Chris Dixon in his essay The importance of predictability for platform developers says:
The most successful platforms try to mitigate these risks for developers (not just the appearance of these risks). One way to mitigate platform decline risk is to launch the platform after the platform’s core product is already successful, as Facebook did with its app platform and Apple did with its iOS platform. Platforms that are not yet launched or established can use other methods to reassure developers; for example, when Microsoft launched the first Xbox they very publicly announced they would invest $1B in the platform.
Bootstrap. At the early days of the browser, Mosaic automatically converted Gopher menus into HTML. A web3 example would be Showtime importing NFTs from other platforms to their feed at the beginning. Another thing I think is very interesting is bootstraping decentralization while staying off-chain by using protocols like Sidetree and archiving on IPFS.
Progress towords openess, decentralization and being powerless. Think about decentralization and openness as more of a spectrum rather than 0 or 1. You won’t be decentralized from day one, and you shouldn’t be (for the sake of speed). Even if your protocol interface is centralized, make it open so developers can experiment with it and it feels like a protocol from day one, Twitter felt like a protocol even though they were corperate APIs. Eventually you’ll have to progress toword a state where the protocol survives if your company dies. In Product-led protocol development, Dan says:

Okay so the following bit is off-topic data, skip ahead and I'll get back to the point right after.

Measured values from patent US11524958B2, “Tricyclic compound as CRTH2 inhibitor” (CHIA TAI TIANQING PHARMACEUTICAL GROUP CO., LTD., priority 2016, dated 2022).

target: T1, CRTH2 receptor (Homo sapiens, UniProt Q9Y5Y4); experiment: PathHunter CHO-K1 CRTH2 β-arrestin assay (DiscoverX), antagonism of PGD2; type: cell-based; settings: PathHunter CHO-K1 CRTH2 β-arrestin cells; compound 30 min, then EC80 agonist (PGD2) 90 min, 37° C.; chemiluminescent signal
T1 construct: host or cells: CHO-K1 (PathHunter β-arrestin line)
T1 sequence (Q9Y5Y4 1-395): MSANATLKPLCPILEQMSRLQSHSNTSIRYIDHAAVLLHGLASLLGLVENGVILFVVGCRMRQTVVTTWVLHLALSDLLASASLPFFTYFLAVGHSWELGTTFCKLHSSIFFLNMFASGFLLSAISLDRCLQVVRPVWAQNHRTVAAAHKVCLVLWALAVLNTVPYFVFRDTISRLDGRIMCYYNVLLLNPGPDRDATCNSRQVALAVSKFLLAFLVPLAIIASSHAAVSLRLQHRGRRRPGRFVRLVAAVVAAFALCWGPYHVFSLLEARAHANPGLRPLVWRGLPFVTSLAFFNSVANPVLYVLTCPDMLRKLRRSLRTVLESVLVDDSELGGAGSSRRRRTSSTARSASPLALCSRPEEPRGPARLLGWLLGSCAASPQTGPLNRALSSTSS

A protocol is only as good as the number of independent and thriving clients, applications and businesses on it. A protocol with a lot of users but one dominant client is just an app with open APIs (for the time being).
Tokens might be good. but later. I’ve always been against tokens but I’ve changed my mind lately as I think it shifts the entity’s focus that’s developing the protocol from retaining users to the network size, make it possible for APIs to be public good and provide an economic incentive for the protocol to keep being upgraded. Fred Wilson puts it perfectly:
If Twitter had been built and monetized this way, things could have played out very differently. In the early days of Twitter, there were third party applications (Summize for Search, Tweetie for iOS client, etc). These were all built on Twitter’s API. If Twitter had imagined itself as a protocol instead of an application, these third party applications would not have had to compete with (or get bought by) Twitter. But at the time, there wasn’t an obvious way for Twitter’s founders and management team to benefit from a protocol-based business model. In this emerging model, Twitter could have adopted a protocol-based approach and issued a crypto-token, Twokens, that users could earn from things like amassing followers, reporting abuse, etc. Twokens could also be sold by the Twitter founding team to finance their operations. Crypto-exchanges could make a market in Twokens so that anyone who wanted to speculate on the future value of the Twitter protocol could do so.